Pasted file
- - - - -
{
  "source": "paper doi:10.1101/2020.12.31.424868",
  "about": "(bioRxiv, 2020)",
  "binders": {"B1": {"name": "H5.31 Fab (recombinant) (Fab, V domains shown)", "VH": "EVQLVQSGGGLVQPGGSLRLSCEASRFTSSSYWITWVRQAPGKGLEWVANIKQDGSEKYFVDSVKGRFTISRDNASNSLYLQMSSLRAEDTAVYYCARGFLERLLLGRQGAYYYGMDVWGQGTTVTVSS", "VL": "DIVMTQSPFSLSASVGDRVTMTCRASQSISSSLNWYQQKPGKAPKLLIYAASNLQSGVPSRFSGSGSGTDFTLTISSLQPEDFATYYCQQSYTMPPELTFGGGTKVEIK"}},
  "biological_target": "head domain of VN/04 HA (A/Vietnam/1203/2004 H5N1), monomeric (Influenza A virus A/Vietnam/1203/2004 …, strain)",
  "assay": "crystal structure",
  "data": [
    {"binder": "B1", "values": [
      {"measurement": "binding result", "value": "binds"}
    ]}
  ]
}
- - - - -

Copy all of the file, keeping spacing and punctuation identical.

{
  "source": "paper doi:10.1101/2020.12.31.424868",
  "about": "(bioRxiv, 2020)",
  "binders": {"B1": {"name": "H5.31 Fab (recombinant) (Fab, V domains shown)", "VH": "EVQLVQSGGGLVQPGGSLRLSCEASRFTSSSYWITWVRQAPGKGLEWVANIKQDGSEKYFVDSVKGRFTISRDNASNSLYLQMSSLRAEDTAVYYCARGFLERLLLGRQGAYYYGMDVWGQGTTVTVSS", "VL": "DIVMTQSPFSLSASVGDRVTMTCRASQSISSSLNWYQQKPGKAPKLLIYAASNLQSGVPSRFSGSGSGTDFTLTISSLQPEDFATYYCQQSYTMPPELTFGGGTKVEIK"}},
  "biological_target": "head domain of VN/04 HA (A/Vietnam/1203/2004 H5N1), monomeric (Influenza A virus A/Vietnam/1203/2004 …, strain)",
  "assay": "crystal structure",
  "data": [
    {"binder": "B1", "values": [
      {"measurement": "binding result", "value": "binds"}
    ]}
  ]
}